Greener loving just got a whole lot easier

Valentine’s Day is right around the corner, and what better way to celebrate than by planning a romantic event that you, your loved one, *and* the planet can enjoy.

**Skip the weekend getaway**
Save money and reduce fuel consumption by planning a “stay-cation.” Visit that museum or new (sustainable) restaurant you’ve been wanting to try, or plan a romantic night in.

**Turn off the lights**
Set the mood with your sweetie and save energy by lighting some soy-based or bees’ wax candles. Conventional candles are often synthetic, petroleum-based, and made out of toxic materials that are released when lit. Choose candles that are scented with essential oils, and contain no artificial ingredients and put some sweet-smelling love in the air.

**Cook a sustainable dinner for two**
Impress the apple of your eye with a home-cooked, sustainably-caught seafood dinner. Seafood watch has a great color-coded guide to which fruits of the sea are the easiest on the environment, and which types to avoid. Pick up some local whole foods for the side dishes and avoid processed foods, which take an extra trip to the factory before they make it to your plate.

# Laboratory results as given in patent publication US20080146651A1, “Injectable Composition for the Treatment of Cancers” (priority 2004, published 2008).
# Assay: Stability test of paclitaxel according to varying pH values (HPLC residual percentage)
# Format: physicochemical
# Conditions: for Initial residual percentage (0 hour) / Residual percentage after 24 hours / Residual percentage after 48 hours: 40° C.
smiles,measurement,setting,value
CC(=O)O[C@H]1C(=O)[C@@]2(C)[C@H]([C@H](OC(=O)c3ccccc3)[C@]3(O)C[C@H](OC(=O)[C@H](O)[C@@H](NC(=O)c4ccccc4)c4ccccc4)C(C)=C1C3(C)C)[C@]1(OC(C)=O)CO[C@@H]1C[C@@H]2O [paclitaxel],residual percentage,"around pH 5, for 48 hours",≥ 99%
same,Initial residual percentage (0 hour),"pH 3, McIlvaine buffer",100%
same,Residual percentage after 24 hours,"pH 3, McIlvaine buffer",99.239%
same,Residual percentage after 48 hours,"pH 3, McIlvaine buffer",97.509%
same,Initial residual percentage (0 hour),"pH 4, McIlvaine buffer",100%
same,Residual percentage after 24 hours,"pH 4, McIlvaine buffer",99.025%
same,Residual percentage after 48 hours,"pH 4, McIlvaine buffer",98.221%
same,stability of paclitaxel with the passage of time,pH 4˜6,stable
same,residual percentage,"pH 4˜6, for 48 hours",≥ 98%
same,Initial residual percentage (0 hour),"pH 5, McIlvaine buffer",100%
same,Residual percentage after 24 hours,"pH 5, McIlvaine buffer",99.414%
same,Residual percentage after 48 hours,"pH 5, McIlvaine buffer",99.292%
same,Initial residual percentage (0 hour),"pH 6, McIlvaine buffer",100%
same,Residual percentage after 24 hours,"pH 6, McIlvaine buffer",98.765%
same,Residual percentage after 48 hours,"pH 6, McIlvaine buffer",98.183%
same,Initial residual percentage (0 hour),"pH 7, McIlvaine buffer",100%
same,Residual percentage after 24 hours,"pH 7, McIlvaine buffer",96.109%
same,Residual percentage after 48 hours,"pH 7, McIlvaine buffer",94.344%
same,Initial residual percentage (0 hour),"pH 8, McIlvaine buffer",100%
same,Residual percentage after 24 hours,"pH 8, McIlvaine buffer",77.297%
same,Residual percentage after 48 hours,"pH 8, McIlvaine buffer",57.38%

**Buy local, organic chocolate**
Chocolate is the one gift I love to give *and* receive, no matter the occasion. Treat your mom, friend, or colleagues to some high quality, low-impact sweetness with some organic, fair-trade, sustainable chocolate from TCHO or Green & Blacks.

**Pop open some organic bubbly**
Indulging in a little celebratory beverage has just gotten greener. A few new lines of organic champagne and sparkling wines are available at specialty food stores like Whole Foods, or online at wine.com.

**Buy local, seasonal flowers**
Skip cut flowers altogether, and pick up a flowering potted plant wont wilt away on you. If fresh cuts are your preference, visit your local flower shop and ask for a pick of local, seasonal blooms. Ordering flowers online can be risky; you never know where the flowers you’re purchasing came from, and how far they’ll need to travel to get to your special someone. Bulbs like tulips, daffodils and lilies are a great option because they are currently in season. Once wilted, you can compost the remains and dry the bulbs to replant in the fall.

As always, feel free to share your climate conscious tips for the occasion!

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Author Bio

Lauren

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  1. Marsha Rosenberg - February 10, 2011

    What a lovely article!! I am using all your tips this Valentine’s Day with my sweetie and hope the planet is happy!

  2. Ron Beland - February 11, 2011

    Our local public radio station has an intensive fund raising drive that involves valentine roses, shipped in insulated boxes. The station seems to have no concern regarding the environmental impact of this campaign, as well as no awareness of the mindless consumption involved in Valentine’s Day marketing.